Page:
# World Population

## Outline

1. Population in Space and Time.
• Natural Change
• Migration
• Exponential Population Growth
• Population Concentrations
• Ten Largest Countries
2. Population Growth
• Survivorship
• Population Pyramid
• Demographic Transition
3. Checks on Growth
• The Malthusian Theory
• Logistic Population Curve
• Zero Population Growth (ZPG)
• Controlling the World's Population
4. Population Projections
• Formula
• Example
5. References
6. Review Questions

## Population in Space and Time

Population growth results from a greater number of births than deaths. To determine the natural change for a country, one takes the country's birth rate minus the death rate, divided by 10. For instance, if we wanted to know the natural change for Norway, we would take Norway's birth rate (13) minus its death rate (9), divided by 10. Norway's natural change would be 0.4. On the other hand, Pakistan's birth rate is 31, and their death rate is 8.  Therefore, the natural change is 2.3.

Migration also affects population change for a country. Migration simply means, a change in residence that is intended to be permanent. Generally, migration has economic causes and leads to a movement of people from poorer to richer countries.

Population has been growing exponentially since the latter part of the 1700s. The exponential growth rate occurs if a population has a high birth rate through time and is counter-balanced by an equal death rate through famine or disease. With exponential growth the birth rate alone controls how fast (or slow) the population grows

If we look at a population distribution map, we can see that certain areas of the world are more populated than others. East Asia, South Asia, Europe and Eastern North America contain the four major concentrations of population. If we look closer at these four areas of concentrations, we can identify "clusters" of dense population. In East Asia, we notice that the population is denser near the valleys of China's major river systems that are associated with that nation's agricultural regions. In South Asia, there is a large cluster in northern India near the Ganges River. This cluster almost equals the density of East Asia and there are estimates that India's population could exceed East Asia during this next century. The European cluster is associated with manufacturing centers in Western Europe. The North American clusters are greatest in concentrations along the eastern and western coasts, with widely scattered pockets throughout the continent.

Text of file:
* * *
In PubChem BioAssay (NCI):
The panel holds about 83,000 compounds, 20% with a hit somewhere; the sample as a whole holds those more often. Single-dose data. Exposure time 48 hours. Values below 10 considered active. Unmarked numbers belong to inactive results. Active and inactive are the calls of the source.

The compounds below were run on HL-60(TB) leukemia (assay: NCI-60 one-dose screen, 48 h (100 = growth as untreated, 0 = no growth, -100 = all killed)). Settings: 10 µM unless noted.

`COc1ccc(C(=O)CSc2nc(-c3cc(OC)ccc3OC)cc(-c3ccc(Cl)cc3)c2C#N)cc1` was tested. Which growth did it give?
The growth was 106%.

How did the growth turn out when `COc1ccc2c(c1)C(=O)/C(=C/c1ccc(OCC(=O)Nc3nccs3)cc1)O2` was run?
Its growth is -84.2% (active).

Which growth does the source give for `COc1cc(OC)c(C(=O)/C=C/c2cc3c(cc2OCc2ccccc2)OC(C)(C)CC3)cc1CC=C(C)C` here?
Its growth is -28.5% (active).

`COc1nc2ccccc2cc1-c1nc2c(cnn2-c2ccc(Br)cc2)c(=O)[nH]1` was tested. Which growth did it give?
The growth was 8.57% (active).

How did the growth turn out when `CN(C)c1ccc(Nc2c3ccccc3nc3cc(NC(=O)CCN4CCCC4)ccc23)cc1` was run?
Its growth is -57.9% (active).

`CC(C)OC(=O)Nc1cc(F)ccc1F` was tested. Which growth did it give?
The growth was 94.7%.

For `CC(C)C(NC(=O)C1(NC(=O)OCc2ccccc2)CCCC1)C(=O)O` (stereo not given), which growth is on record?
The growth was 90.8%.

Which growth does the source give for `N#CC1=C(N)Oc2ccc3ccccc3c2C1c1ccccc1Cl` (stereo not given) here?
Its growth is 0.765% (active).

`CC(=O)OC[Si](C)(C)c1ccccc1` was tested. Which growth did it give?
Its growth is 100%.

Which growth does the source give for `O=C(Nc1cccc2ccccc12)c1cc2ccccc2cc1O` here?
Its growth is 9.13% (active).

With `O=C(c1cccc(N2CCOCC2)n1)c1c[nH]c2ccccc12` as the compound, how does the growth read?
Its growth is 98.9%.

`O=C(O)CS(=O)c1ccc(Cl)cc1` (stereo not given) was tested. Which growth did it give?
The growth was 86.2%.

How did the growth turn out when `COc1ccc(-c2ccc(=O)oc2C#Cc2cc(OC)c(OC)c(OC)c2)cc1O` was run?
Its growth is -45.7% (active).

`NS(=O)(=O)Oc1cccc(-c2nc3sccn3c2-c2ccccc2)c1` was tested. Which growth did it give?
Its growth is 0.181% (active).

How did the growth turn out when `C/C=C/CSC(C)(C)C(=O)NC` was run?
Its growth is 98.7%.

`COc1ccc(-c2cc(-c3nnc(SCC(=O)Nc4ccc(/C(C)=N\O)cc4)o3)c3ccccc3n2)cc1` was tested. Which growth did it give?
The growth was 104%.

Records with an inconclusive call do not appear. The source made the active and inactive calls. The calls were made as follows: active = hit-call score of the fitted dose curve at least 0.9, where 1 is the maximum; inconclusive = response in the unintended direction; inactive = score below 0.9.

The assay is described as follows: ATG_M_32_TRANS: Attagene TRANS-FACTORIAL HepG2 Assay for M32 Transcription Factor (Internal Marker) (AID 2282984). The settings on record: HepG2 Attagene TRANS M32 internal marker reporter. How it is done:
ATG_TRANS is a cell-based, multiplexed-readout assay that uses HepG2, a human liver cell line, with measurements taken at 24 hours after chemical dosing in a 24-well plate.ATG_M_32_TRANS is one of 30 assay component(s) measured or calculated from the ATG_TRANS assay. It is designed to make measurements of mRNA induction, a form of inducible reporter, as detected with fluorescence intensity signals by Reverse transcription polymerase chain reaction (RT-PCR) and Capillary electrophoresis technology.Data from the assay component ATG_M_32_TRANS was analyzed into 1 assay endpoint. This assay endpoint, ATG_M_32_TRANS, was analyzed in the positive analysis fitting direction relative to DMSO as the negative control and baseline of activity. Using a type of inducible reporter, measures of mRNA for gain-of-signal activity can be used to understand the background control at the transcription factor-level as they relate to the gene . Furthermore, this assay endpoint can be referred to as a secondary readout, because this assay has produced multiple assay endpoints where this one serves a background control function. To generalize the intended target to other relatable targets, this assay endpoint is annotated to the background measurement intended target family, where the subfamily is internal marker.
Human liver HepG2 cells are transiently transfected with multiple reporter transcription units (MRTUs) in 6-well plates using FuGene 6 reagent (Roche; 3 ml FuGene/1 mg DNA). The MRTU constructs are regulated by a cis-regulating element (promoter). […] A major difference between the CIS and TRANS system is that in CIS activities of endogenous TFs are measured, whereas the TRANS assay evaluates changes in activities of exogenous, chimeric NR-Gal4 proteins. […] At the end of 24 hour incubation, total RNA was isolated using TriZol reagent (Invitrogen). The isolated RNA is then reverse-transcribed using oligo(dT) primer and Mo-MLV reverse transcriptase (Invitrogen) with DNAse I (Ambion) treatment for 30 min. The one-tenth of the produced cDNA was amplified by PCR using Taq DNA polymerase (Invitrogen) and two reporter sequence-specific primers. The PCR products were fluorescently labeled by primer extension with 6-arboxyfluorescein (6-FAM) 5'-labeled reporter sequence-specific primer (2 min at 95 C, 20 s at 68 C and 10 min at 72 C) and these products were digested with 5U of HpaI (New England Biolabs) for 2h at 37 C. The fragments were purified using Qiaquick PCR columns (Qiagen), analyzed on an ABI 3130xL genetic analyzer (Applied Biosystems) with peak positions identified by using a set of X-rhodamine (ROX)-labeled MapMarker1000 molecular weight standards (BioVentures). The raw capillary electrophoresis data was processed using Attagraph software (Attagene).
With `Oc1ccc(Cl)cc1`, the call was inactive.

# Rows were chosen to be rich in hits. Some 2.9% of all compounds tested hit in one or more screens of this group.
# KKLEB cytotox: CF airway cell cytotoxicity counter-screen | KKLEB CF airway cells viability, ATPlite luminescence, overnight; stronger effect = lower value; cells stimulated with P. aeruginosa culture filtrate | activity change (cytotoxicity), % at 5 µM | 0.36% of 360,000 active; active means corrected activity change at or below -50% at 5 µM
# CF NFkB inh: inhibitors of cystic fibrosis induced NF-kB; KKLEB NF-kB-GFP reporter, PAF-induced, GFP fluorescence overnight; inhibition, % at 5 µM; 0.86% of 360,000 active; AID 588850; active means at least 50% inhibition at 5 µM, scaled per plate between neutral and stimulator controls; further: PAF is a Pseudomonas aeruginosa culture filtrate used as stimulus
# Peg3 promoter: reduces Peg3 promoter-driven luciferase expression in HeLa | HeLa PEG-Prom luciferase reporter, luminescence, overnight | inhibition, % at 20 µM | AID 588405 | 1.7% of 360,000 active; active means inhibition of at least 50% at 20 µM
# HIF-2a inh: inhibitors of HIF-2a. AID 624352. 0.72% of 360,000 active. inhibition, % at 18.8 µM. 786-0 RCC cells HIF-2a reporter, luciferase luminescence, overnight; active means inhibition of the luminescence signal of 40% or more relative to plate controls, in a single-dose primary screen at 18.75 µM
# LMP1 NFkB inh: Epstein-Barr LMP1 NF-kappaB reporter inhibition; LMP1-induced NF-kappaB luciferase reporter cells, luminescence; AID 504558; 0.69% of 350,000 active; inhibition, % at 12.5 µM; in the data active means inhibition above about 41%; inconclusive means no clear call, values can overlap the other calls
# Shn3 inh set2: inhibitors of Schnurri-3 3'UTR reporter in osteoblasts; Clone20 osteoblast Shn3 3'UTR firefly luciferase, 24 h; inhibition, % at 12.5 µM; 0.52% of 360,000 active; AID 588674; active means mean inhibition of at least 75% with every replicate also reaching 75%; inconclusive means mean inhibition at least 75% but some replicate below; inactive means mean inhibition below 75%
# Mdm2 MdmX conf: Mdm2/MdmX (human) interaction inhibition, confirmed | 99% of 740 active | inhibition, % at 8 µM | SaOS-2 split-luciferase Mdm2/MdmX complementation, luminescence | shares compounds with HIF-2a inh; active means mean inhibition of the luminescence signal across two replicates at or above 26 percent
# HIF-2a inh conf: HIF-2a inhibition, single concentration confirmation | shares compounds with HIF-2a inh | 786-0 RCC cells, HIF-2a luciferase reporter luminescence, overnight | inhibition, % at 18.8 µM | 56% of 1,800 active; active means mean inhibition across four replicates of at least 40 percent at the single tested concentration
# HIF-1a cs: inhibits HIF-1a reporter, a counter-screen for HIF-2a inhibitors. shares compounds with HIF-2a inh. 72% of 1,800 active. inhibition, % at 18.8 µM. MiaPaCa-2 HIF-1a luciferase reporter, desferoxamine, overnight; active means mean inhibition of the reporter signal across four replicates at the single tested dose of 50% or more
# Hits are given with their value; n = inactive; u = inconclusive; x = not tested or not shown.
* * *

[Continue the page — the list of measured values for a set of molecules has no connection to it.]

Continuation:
The top ten most populated countries are listed on the table below.

 Country Population 2007 Percentage of world population Country Population 2050 Percentage of world population China 1,318 million 19.9% India 1,747 million 26.4% India 1,132 million 17.1% China 1,437 million 21.7% United States 302 million 4.6% United States 420 million 6.3% Indonesia 232 million 3.5% Indonesia 297 million 4.5% Brazil 189 million 2.9% Pakistan 295 million 4.5% Pakistan 169 million 2.6% Nigeria 282 million 4.3% Bangladesh 149 million 2.3% Brazil 260 million 3.9% Nigeria 144 million 2.2% Bangladesh 231 million 3.5% Russia 142 million 2.2% Dern. Rep. of Congo 187 million 2.8% Japan 128 million 1.9% Philippines 150 million 2.3%

The percentage listed after each country represents that country's population as a percentage of the total world's population. In order to determine any country's percentage of the total world's population you take that country's total population and divide it by the total population of the world, which is then multiplied by 100. For example, China's total population is 1.318 million (1.318 divided by 6.625 X 100 = 19.89). We can then say that roughly 20 percent of the world's population lives in China.

## Population Growth

Survivorship, or the length of life, has been increasing due to many factors including better overall health care, improved medical technology and a sustained effort by the United Nations to provide greater awareness in order to improve the quality of pre-natal care around the world. We have also been more successful in finding ways to help feed starving people in times of crisis. However, factors such as politics and warfare have restricted our efforts to help those in need. As a whole, more and more children of the world are living longer today than in the past. There are still areas of the world where the survival rates of the first one to two years of life are significantly lower than in the more developed countries. The infant mortality rate in developed countries is 6 per 1000 live births, while in less-developed countries, it is 57 per 1000. This has a major influence on survival rate. Across the world, adults are generally surviving to live to an older age as well. Modern medicine has also made a significant contribution to people living longer.